Symptoms – Fever

Blood cancers can cause general symptoms (those which may also be caused by other conditions), and one of the general symptoms that some people with blood cancer experience is fever. A fever is an increase in the body’s temperature, and fevers may be accompanied by chills or sweats and can lead to fatigue, which is another general symptom of blood cancers.1,2

What causes fever in blood cancer?

Some types of cancer may cause fevers by releasing substances that act as toxins in the body.3 While fever is generally the body’s response to an illness or infection, fevers from blood cancer tend to be unexplained. That is, there is no obvious sign or reason for the fever. Also, fevers usually go away after a few days, while fevers with blood cancer may take longer, or possibly require treatment, to go away.1,2

Other symptoms of blood cancer

Blood cancers can cause several general symptoms. Because these general symptoms may be caused by blood cancer or many other conditions, it’s important to have these or other symptoms evaluated by a healthcare professional to get a proper diagnosis. These symptoms can include:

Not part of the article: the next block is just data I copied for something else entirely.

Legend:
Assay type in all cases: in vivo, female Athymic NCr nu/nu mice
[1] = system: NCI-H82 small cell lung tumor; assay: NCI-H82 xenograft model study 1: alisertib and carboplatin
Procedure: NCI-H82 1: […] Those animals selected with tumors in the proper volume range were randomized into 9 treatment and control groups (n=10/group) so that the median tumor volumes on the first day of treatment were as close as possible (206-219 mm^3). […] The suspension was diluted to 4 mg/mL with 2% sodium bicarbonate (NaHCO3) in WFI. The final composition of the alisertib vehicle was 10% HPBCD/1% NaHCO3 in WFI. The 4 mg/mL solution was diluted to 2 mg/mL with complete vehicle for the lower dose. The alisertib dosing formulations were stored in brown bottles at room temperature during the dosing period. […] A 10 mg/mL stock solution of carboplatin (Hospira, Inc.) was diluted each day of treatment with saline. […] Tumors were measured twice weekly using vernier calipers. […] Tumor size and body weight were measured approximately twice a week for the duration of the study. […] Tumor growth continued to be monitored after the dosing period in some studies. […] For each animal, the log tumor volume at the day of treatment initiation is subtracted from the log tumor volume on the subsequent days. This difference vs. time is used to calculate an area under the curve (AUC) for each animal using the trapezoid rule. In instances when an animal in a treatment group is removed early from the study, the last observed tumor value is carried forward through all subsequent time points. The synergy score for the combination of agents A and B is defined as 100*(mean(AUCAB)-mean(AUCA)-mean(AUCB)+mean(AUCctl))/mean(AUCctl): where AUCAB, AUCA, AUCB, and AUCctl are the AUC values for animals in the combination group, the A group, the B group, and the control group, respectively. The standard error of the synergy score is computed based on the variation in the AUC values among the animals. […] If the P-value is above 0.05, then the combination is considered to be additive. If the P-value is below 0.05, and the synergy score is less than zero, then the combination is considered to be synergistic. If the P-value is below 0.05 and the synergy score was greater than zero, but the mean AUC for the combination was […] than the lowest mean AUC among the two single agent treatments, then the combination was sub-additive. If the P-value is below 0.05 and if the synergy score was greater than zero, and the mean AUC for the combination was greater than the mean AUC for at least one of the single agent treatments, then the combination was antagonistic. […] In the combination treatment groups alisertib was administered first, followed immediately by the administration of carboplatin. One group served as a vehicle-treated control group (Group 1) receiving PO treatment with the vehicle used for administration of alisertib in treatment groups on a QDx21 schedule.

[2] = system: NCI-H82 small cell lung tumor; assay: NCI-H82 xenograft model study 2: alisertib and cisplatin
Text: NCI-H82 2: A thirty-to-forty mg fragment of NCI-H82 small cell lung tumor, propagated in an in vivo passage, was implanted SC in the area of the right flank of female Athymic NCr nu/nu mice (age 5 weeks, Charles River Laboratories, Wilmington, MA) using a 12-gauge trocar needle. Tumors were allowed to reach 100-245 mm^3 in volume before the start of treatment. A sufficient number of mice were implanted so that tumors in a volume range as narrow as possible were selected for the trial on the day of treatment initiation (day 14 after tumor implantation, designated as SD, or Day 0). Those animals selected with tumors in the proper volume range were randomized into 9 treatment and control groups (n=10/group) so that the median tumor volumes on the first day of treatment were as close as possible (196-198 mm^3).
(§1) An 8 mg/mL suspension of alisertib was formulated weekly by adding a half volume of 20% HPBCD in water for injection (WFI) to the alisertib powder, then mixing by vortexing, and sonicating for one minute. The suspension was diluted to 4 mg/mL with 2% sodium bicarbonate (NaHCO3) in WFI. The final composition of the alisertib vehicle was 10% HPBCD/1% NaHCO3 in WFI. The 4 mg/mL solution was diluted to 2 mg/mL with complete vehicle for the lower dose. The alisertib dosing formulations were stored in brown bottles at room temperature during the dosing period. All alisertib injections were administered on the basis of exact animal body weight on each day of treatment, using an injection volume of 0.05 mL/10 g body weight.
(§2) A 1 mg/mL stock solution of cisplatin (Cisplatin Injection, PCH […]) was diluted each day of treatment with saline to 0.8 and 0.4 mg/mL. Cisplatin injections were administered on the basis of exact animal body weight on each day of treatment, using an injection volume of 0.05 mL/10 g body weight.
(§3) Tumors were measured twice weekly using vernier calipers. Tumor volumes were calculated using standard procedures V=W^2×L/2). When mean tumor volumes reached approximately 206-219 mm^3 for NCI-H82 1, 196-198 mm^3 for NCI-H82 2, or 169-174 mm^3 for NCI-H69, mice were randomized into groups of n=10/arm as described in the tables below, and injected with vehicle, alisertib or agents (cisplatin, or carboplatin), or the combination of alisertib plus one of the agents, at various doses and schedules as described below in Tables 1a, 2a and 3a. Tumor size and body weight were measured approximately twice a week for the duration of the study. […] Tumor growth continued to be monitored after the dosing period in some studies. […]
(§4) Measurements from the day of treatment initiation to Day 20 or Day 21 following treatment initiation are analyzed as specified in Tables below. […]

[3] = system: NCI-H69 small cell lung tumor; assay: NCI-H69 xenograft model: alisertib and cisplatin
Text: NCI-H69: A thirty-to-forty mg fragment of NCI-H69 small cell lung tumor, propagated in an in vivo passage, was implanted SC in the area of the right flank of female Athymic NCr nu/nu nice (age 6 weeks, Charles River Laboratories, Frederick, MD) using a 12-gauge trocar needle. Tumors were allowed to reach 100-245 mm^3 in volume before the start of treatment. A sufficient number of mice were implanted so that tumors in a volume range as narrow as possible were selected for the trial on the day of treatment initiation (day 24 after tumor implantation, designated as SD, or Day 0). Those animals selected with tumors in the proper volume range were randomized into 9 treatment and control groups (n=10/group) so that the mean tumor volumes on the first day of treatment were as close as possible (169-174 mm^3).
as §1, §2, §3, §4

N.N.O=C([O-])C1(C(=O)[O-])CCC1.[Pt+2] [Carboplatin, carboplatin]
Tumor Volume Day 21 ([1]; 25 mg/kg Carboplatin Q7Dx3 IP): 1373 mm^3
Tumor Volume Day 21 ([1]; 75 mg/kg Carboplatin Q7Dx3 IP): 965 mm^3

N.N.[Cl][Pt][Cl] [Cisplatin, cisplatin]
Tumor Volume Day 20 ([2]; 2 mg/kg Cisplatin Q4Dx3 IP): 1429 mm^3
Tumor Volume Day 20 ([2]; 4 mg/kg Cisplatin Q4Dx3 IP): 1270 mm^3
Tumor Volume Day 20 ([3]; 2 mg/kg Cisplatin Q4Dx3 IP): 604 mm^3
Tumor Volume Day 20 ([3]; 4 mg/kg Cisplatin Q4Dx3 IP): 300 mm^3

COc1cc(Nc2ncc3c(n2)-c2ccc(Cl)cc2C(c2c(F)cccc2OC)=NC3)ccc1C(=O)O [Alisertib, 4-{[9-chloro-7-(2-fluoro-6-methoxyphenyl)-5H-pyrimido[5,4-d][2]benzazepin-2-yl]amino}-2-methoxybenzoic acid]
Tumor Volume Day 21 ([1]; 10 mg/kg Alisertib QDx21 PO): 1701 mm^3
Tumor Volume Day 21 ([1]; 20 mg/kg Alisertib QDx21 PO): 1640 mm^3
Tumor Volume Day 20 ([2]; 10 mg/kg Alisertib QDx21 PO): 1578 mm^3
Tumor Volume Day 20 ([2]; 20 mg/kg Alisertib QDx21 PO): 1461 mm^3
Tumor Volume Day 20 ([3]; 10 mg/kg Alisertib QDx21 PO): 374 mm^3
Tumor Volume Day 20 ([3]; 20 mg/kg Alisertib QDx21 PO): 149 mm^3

The cancerous cells in blood cancer can crowd out healthy blood cells, including red blood cells, white blood cells, and platelets. When the healthy blood cells are negatively impacted, blood cancers can cause additional symptoms, such as:

  • Shortness of breath
  • Dizziness or feeling lightheaded
  • Headache
  • Repeated infections, or infections that won’t go away
  • Frequent bruises, especially without a clear reason
  • Easily bleeding, such as from cuts, from the gums, or frequent nose bleeds
  • Small, pinhead-sized red spots on the skin (called “petechiae”)1,4

It’s important to remember that not everyone with blood cancer experiences all these symptoms. There are many different types of blood cancer, each with its own unique list of symptoms, and each individual has a unique experience and combination of symptoms.

Diagnosing blood cancer

To diagnose blood cancer, doctors may use several tests, including a physical exam, medical history, blood tests (like a complete blood count, blood chemistry, blood smear, and blood clotting tests), bone marrow aspiration and biopsy, lymph node biopsy, lumbar puncture, and imaging tests (like a chest x-ray, computed tomography (CT) scan, magnetic resonance imaging (MRI), or ultrasound). Some of these tests are also used to rule out other conditions.1

Written by: Emily Downward | Last reviewed: February 2018
View References